Readers too young to remember the 20th century may not realize the special significance the year 1999 has always held for those of us who do. As the end of both a century and a millennium, and the ticking over of a grand odometer, it was the dividing line between past and future.
Back in the '20s and '30s it meant simply "a really long time from now." In the 1970s, with movies like 2001: A Space Odyssey and TV shows like Space 1999, it meant "a generation from now"—enough time for certain aspects of our civilization to be transformed, while leaving the fundamentals intact.
But by the mid-'80s, with Prince's pop music hit 1999 and the John Carpenter movie Prince of Darkness, it had begun to take on a different tone. 1999 was tangible, actual—a year that most of us would to live to see. And of course in the '90s it was something imminent, and like any graduation date it was anticipated with equal parts elation and dread— the special dread that comes from knowing things are about to change. The zeitgeist was a little off; people were more worried about impeachment and protesters and the Y2K bug than about terrorism or the fragile state of the global economy, but there really was a feeling in the air that we'd had it too easy for too long, that our fortunes were poised to take a turn for the worse.
Well, now it's 2009—a less magical date, but still a vaguely portentous one. Numerologically speaking, nine means you're about to make room for another digit. It means change, dislocation, uncertainty. Of course, the universe couldn't care less what numerals we assign to things, but our own minds are not so equable. Even the skeptical among us can't help believing, at least metaphorically, in the power of certain numbers, certain times and seasons and phases of the sky to affect our lives. And even if we don't believe, enough people around us do that the prophecies become self-fulfilling anyway. Yes, the crazies really do come out for the full moon, if only because they've been told they're supposed to.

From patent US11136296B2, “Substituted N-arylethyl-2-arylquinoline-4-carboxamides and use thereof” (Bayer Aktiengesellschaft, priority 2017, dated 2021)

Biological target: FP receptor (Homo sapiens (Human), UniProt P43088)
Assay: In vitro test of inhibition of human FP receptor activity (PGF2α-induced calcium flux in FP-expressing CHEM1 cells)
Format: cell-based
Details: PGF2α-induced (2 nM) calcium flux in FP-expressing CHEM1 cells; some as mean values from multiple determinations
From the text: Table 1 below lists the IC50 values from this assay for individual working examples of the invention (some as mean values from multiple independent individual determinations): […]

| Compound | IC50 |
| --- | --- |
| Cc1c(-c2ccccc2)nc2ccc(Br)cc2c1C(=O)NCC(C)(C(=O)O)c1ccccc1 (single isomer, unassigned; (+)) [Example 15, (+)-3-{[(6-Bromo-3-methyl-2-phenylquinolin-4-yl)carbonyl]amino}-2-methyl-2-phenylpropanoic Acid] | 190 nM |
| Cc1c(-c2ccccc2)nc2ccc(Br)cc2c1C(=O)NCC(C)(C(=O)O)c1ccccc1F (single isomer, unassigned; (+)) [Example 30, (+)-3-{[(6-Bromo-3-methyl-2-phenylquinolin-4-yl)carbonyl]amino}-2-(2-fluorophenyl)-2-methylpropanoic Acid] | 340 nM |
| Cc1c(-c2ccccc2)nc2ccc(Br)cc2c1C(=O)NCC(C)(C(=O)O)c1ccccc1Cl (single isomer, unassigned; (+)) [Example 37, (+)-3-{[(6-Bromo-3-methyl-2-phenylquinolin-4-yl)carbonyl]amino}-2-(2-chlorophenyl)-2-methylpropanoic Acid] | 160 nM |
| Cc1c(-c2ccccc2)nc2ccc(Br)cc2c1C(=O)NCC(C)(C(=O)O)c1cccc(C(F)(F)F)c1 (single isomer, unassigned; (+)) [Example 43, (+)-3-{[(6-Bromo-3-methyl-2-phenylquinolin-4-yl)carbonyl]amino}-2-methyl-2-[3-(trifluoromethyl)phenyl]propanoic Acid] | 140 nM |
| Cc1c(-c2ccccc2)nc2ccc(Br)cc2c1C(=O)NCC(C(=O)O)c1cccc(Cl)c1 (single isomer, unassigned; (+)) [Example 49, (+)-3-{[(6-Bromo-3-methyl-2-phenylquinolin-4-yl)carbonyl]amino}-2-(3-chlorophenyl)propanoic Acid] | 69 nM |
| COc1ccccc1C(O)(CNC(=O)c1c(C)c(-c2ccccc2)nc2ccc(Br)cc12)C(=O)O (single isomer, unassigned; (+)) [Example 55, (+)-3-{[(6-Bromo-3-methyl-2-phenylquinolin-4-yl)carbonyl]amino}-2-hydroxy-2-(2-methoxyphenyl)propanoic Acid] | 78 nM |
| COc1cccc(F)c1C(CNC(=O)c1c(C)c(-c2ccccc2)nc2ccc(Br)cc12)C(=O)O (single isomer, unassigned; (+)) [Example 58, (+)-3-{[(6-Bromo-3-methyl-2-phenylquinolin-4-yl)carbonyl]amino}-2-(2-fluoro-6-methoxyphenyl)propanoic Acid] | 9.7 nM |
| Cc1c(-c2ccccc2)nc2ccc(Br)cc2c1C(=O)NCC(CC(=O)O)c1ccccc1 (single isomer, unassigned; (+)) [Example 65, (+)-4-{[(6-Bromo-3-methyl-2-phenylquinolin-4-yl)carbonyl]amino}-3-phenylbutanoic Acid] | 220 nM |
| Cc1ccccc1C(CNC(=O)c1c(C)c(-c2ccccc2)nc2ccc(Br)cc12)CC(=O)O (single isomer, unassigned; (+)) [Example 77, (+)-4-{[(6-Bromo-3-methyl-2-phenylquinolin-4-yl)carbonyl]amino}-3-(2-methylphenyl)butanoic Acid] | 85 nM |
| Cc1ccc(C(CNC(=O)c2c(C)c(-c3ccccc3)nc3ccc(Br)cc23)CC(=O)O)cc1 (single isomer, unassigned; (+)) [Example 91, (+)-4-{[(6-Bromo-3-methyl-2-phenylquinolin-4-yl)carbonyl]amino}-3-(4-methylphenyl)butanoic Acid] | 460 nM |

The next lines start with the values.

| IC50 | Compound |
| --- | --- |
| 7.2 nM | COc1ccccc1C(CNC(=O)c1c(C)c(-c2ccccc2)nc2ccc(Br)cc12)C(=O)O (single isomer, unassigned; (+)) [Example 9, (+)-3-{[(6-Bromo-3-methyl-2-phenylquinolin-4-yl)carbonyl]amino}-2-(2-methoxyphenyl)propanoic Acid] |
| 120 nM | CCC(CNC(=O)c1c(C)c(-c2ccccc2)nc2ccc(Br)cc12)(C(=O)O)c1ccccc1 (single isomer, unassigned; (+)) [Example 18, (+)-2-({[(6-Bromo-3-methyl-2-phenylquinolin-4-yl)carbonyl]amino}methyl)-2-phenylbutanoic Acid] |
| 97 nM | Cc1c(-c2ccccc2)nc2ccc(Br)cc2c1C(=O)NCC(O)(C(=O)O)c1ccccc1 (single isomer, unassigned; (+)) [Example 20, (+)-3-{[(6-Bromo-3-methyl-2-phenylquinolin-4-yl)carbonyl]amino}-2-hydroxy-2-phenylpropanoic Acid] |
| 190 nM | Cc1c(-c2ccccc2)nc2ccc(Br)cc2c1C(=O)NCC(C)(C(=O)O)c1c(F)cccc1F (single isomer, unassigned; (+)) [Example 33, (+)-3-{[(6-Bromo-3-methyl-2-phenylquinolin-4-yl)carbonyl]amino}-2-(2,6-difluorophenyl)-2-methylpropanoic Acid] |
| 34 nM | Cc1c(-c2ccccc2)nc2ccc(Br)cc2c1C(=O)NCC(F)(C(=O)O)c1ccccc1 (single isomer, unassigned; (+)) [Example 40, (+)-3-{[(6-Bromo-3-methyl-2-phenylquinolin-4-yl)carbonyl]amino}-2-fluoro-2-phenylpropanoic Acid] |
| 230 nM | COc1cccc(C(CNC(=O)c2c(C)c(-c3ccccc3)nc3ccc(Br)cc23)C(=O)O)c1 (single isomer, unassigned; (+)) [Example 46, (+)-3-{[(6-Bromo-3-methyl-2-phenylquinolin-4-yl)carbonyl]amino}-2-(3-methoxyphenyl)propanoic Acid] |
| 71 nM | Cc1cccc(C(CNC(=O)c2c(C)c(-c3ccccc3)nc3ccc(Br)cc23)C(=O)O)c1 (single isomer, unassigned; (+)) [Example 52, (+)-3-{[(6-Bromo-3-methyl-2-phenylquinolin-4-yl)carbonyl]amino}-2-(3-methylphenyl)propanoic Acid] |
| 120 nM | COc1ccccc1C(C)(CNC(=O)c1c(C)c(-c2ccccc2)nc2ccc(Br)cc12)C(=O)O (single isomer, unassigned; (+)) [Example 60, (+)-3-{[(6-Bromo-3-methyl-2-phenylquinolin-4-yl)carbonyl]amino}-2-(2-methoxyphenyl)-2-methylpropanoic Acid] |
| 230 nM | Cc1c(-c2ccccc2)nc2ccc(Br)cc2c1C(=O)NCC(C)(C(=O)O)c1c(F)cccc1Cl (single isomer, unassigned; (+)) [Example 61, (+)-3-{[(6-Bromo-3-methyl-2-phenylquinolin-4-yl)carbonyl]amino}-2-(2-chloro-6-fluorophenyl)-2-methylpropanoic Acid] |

Also, nine is a lucky number in China, being associated with leadership and longevity (but not, sadly, with peace or tranquility), and the number 99 forms a kind of dirty joke in pinyin. And September, the ninth month, lies under the stars of Virgo, the virgin (another joke?). Caught between Leo and Libra, it's the end of summer, the start of autumn and of the school year, a time when frivolity gives way to seriousness, when leaves change color, crops are harvested and laid in for winter, and the chirping of the crickets has a sort of doomed quality to it.
Nein also means "no" in German, and "nigh on" means "almost" or "about to be" in olde tyme English, so it's not a huge psychological stretch to feel these meanings at the back of our minds when we think of that largest of single-digit numbers.
Against this backdrop debuts Neill Blomkamp's new movie, District 9. Produced by Peter Jackson, the film is actually an extended, gussied-up version of Blomkamp's 2005 short film Alive in Joburg. South Africa's answer to Alien Nation, the film depicts alien refugees herded into crime-ridden camps and shantytowns, their skills and knowledge dismissed, their (highly realistic) anatomy mocked, their civil rights abused.